Posts Tagged ‘Reid Miles’

Nothing

Wednesday, August 27th, 2014
Richard Danne

Richard Danne

I’ll keep this simple. I like work that doesn’t try too hard. It’s so easy to work on a project until I’ve beaten every last bit of life from it. It’s good to know when to stop. And the work I like best looks like the designer did one thing like set the type in Akzidenz Grotesk and then said, “Yeah, I’m done.” Perfect.

Young designers tell me all the time, “Are you sure, it seems empty.” But the idea makes it full, and in fact it’s not empty, it’s filled with a ton of negative space. I think of it like dark energy and dark matter. It’s strong enough to hold everything together. I deeply covet Richard Danne’s desk calendar from 1974. I think there’s that place in hell that I’ve mentioned before (the one where amateur musicians pull a guitar out at a party) for people who steal. But, I’d steal it.

All of these projects are confident and clear. They resonate with harmony because every tiny detail has been refined, refined, and refined. So try this on your next project. Do one thing and stop. It’ll be hard and the evil workings of layers in Photoshop or Illustrator will be calling, “Add more, add more.” Resist.

Richard Danne

Richard Danne

Paul Rand business card

Paul Rand business card

Please note the call room number

Please note the call room number

Ray Eames

Ray Eames

Reid Miles

Reid Miles

Brownjohn, Chermayeff and Geismar

Brownjohn, Chermayeff and Geismar

A.G. Franzoni

A.G. Franzoni

Fridolin Müller

Fridolin Müller

John Massey

John Massey

George Tscherny

George Tscherny

George Tscherny

George Tscherny

Paul Rand

Paul Rand

Louis Danziger

Louis Danziger

Carson/Roberts

Carson/Roberts

Richard Danne

Richard Danne

Unsinkable Brown

Tuesday, November 13th, 2012

unknown, Buffalo Bill's Wild West

Recently, a client asked for brown as a color option on a project. A couple of years ago, I would have resisted. But, brown has slowly been creeping into my mind. First, I found myself admiring the brown tile at the Honolulu Airport. Then, I decided I should move away from my earthquake safe Melmac dinnerware. So, I bought several settings of Heath Ceramics dinnerware.

The Heath colors are subtle, subtle and subtle. Seeing one brown combined with cream or tan plate convinced me that brown could be alright. Some of my favorite design solutions are brown. Does this mean I’m mellowing, or developing, God forbid, good taste? I still resist any attempt to put brown in bathrooms. Brown wall, tiles, fixtures, or accessories should never be used there. I won’t go into details, but how do you know if someone previously had an “episode” in the bathroom if everything isn’t bright white?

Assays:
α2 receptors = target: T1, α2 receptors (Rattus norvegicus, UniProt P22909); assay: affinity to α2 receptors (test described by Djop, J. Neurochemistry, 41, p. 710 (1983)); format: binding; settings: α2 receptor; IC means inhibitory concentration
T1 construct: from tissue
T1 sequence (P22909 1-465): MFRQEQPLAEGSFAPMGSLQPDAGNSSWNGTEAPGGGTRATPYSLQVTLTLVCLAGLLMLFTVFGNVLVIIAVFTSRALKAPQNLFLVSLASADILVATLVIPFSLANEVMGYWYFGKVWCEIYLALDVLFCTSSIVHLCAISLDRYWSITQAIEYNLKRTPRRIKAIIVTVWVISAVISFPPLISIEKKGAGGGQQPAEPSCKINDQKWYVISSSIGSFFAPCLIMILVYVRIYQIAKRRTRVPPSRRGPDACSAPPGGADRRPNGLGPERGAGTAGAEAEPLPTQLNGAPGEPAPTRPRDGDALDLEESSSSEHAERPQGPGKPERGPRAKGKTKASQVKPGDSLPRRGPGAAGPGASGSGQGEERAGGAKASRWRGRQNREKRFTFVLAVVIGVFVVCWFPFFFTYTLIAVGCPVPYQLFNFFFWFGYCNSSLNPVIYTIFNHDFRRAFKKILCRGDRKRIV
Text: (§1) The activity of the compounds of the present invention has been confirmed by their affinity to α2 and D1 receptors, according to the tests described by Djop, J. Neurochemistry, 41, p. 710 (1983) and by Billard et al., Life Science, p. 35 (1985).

Heath Ceramics dinnerware

 

Heath Ceramics, plate colors

 

tile, Honolulu Airport

 

Reid Miles, Blowin' Country

 

Tomoko Miho, Nieman Marcus packaging, 1960s

 

Paul Rand, Idea magazine, 1955

 

Josef Muller-Brockmann, concert poster, 1955

 

Saul Bass, Bonjour Tristesse poster, 1959

 

Will Burtin, Scope magazine, 1951

 

A bad brown bathroom, 1977

 

Squirrel

Tuesday, July 20th, 2010

Reid Miles, Solomon Ilori

This morning during an interview, I was asked, “Where do you find inspiration?” This is a common question, and I understand the curiosity, but it’s complicated. Like every other creative person, I’m inspired by a million tiny details every day. I know the correct answer is, “Well, I just can’t get enough of Alvin Lustig.” That doesn’t work for me. Not that I don’t love Lustig, but there are too many other influences daily.

My mind works much like the dog in Up. I’ll be choosing blue Pantone colors and then, “Squirrel,” I’m doing something else. Today while looking at blue PMS chips, I thought, “Blue Note,” and found myself reading the Blue Note Album Cover Art book. I’d forgotten how truly incredible every cover is. Reid Miles was the in-house designer at Blue Note and designed most of the covers. From 1955 to 1967, he combined minimal abstract forms with an intense color sensibility. While Miles is often associated with Bauhaus rigor, his covers are more closely related to Color Field and Minimalist artists such as Ellsworth Kelly. I often tell people that “cool” is a terrible trap leading to desperate work and endless suffering. I admit, however, that Miles’ covers are cool—the good kind of cool.